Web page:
And it is not just all of that, but also the action. Gav ramps up the tension slowly, introducing the reader to possible threats before debuting the big bads themselves as they lay siege to Ekrund in numbers rarely seen in that part of the world for several centuries. The dwarfs in Warhammer have often been quite a tragic folk, given their dwarfish constitution, attitude and the many disasters they have weathered. And in the middle of all of that, somehow the fall of Ekrund struck me as the most profound loss of them all, of an entire hold lost to the filthy orcs and goblins before it could achieve true greatness.

As always, Gav’s characters are all fascinating and varied. Haldora is one of them of course, and we get to see things from her perspective as well as that of her father and grand-father, and even from some of the other clans of Ekrund, though the focus almost always returns to the Angboks. Haldora herself is someone who aspires to be more than she is, more than what her society sees her as, raised on the adventures of her grandmother as she has been. To see that particular societal clash again and again made The Doom of Dragonback a different novel than any other in Warhammer Fantasy, and I would say that if Black Library can put out a few more like this, then it will carve out an even better niche for itself in epic fantasy.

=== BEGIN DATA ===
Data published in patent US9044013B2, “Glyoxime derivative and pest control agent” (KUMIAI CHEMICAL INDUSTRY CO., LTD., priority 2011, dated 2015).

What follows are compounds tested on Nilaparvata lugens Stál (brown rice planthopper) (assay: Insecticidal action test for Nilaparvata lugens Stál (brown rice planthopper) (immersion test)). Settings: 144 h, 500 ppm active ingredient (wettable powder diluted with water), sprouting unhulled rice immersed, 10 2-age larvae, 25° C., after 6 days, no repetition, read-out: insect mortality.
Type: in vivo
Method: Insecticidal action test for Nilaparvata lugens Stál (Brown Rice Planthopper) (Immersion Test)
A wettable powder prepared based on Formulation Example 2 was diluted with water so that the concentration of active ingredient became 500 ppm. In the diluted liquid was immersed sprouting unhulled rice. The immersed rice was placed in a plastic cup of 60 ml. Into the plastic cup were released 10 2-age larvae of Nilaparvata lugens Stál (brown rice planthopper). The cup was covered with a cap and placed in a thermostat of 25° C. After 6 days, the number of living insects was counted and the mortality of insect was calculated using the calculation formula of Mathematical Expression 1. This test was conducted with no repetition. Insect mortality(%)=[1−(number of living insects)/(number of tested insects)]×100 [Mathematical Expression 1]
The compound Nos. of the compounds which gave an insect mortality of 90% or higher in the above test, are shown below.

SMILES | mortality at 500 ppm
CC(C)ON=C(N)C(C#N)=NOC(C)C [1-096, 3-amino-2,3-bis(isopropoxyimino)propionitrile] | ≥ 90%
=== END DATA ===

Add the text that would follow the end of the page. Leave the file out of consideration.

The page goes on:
I went in expecting a good, decent novel, but Gav met most of my expectations and even exceeded them in most cases. As a snapshot of dwarfish history, this is quite a definitive novel, I dare say, and I would highly recommend it myself. Enjoy!

Rating: 9.5/10

More Warhammer Dwarfs: The Great Betrayal.

More Gav Thorpe: Honour To The Dead, Catechism of Hate, Crown of The Blood, Crown of The Conqueror, Deathwatch: Mission Purge, Howl of The Banshee, Sanguis Irae, The Raven’s Flight, Master of Sanctity.


Posted on November 24, 2014, in 2014 Reading Challenge, Book Reviews, Challenges, Review Central and tagged , , , , , , , , , , , , , , , , , , , , , . Bookmark the permalink. Leave a comment.